Return to d'Auriol's Seminar Page
Brian J. d'Auriol, NetVIM: A Network Vertical Intrusion Detection Model, Invited Talk, Feb. 25, 2004, El Paso del Norte Software Association Meeting, El Paso, TX, USA.
Todays computing infrastructure is becoming more and
more network based. The Internet itself continues to
grow rapidly. At the same time, many key information
and business resources have been migrated to the Internet
thereby exposing sensitive information and operational
corporate content. Two disadvantages of network based
computing are: (a) networks become vehicles for attacks
and (b) external communication networks, like the Internet,
are unsecured and information can be sniffed. The financial
and economical impacts of these disadvantages are severe.
There has been an upwards trend in the 1990s in the number of
of Internet connected sites reporting unauthorized use.
At the same time, studies have indicated that one third
to two thirds of incidents are undetected. Dollar losses
are reported as roughly 200 million in 2003 and 450 million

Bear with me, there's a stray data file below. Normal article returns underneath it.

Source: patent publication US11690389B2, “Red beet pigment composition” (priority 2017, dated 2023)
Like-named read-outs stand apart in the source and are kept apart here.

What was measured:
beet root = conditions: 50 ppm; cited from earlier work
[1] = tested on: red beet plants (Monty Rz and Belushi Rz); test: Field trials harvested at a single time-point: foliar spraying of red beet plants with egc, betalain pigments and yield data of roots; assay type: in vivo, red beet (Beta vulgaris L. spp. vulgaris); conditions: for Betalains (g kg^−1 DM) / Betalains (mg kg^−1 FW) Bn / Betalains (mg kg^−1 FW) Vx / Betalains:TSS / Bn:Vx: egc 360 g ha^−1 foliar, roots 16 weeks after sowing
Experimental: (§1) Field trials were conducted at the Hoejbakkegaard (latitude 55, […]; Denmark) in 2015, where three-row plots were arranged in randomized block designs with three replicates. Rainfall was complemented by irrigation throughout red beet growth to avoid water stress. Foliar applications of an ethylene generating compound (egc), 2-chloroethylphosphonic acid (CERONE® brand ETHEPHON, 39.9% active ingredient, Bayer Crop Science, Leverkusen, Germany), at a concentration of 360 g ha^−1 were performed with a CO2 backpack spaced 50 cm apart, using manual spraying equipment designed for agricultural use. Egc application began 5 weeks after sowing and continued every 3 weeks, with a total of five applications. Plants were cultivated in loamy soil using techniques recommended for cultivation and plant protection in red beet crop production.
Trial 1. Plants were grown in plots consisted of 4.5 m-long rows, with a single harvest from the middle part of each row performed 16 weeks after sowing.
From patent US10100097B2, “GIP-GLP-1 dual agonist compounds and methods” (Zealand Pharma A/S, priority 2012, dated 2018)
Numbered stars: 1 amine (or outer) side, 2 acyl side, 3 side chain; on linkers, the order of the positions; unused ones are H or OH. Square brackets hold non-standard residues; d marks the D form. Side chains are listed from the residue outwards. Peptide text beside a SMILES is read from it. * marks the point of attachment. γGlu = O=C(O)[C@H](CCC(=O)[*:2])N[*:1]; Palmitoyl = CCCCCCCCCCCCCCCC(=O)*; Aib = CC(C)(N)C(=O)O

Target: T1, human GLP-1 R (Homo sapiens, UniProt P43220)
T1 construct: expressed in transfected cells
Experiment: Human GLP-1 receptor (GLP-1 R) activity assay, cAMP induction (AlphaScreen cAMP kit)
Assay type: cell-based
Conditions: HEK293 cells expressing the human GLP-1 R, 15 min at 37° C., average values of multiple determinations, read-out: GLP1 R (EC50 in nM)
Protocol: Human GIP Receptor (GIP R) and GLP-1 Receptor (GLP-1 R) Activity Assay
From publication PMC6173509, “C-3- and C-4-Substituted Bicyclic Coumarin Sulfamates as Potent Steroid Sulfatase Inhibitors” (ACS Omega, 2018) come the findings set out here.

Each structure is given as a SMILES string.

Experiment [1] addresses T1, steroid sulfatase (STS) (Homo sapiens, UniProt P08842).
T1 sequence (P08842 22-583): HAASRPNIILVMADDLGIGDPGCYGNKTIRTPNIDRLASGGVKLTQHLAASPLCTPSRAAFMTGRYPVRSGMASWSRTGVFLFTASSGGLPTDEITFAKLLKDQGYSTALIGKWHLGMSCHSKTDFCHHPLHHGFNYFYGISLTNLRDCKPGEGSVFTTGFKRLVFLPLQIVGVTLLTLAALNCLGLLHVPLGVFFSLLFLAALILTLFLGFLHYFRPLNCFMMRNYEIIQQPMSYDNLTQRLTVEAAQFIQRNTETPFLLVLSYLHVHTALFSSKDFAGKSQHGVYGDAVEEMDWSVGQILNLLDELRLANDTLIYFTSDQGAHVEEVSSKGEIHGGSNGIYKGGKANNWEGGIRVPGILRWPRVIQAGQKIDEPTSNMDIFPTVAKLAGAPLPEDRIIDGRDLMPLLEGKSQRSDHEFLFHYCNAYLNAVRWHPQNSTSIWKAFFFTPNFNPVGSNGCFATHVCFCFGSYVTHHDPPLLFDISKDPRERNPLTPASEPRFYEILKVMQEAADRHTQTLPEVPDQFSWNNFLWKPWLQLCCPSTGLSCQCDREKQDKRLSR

the year previously. Even though it is difficult to estimate
the impact of network based attacks, these facts and trends
are cause for concern: (a) frequent number and severe impact
of network based computer attacks, (b) a general increasing
trend of such attacks, and (c) a significant percentage of
non-detection of such attacks.
This talk outlines the Network Vertical Intrusion Model
(NetVIM) for intrusion detection. Intrusion detection
systems monitor network and computer resources and may
analyze such information for signs of intrusion. NetVIM
is a four layer model that is suitable for deployment in
intrusion detection systems. NetVIM is proposed to address
the issues of network based attacks.